Not only is Weobley a wonderful place to live in, it is also a great place to visit for a day, a weekend or to use as a base for your holiday in Herefordshire or The Marches. Indeed, in 2015 the Daily Mail included Weobley in the top 20 most idyllic villages you MUST visit.
A recent visitor to Weobley made this comment on Trip Advisor. “We prepared in advance by visiting the website and learning about the Heritage Trail. I printed the PDF map which guides you around the village, and downloaded the mp3 files to my phone so we could listen to the commentary without requiring any phone signal - a good move as it turned out because Weobley is an EE deadspot. The commentary is printed at all the various points anyway, but looking and listening is a fun way to do it, and we enjoyed ourselves a lot. It doesn't take long to do and the village is relatively compact, so not a lot of trekking. We did it with my parents who are both over 70 and they had no problems.”
Another visitor to Weobley said "There are many different building styles including a Cruck Cottage and two Wealden houses with attractive curved straps to the roof. The village is seriously photogenic."
The magpie is the village symbol, and a sculpture by Walenty Pytel of Magnus the Magpie was erected in 2001 to celebrate Weobley winning a best kept village in England award in 1999. To complete your visit, walk down past the Red Lion Inn and the Cruck cottage to the church.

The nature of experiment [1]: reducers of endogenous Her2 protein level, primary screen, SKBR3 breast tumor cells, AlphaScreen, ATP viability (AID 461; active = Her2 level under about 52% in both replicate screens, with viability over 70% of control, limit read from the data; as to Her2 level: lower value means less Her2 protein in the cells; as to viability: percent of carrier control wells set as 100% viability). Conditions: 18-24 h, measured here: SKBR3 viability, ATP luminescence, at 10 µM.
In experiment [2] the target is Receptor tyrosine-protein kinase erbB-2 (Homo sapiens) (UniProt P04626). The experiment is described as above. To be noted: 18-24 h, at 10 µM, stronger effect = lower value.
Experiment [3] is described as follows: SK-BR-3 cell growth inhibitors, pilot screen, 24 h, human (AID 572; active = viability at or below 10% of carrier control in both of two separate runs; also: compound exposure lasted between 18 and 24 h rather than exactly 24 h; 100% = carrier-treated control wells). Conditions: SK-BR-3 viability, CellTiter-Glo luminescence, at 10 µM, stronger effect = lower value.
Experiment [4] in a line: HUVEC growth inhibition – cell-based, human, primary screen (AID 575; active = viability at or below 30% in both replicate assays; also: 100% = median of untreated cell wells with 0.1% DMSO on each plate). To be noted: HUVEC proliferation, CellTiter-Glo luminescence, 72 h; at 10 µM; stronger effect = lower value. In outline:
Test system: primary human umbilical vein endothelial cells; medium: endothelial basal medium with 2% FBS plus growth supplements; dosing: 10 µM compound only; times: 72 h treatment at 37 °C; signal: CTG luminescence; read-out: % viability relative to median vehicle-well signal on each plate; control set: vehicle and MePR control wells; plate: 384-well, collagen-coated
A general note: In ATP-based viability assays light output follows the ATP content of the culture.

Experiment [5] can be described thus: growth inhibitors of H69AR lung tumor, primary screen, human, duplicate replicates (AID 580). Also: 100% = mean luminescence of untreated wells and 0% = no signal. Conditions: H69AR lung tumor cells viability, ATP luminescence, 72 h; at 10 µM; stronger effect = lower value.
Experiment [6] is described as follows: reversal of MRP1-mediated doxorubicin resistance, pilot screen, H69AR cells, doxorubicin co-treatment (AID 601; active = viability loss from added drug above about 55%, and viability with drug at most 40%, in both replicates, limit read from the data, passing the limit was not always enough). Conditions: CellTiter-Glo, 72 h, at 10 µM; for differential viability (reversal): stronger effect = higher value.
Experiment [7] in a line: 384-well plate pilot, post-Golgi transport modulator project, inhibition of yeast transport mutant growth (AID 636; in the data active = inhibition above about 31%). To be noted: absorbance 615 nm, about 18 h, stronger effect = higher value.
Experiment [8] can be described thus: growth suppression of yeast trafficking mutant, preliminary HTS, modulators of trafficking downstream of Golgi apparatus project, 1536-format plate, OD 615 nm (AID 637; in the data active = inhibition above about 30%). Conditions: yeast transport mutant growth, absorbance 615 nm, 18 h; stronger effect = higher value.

The method of building houses with timber frames began in the Stone Age. However, substantial and long-lasting houses were not built until the medieval period. Most of the timber framed houses in Weobley were built about 1500.They were constructed of wood frames of recently felled oak cut to size off site. A number was scratched into the timber at each joint position so a house could be assembled like a kit. As the oak dried, the joints tightened, making them stronger.
It is almost impossible to believe that a market hall and several substantial houses stood here on the Rose Garden and presumably part of the roadway. Evidence from the fire in the 1930's and early photographs and paintings show the garden covered with buildings. Shown on the left is one such painting which you can see in the Museum. You can see the market hall on the left of the painting with the ground floor unenclosed.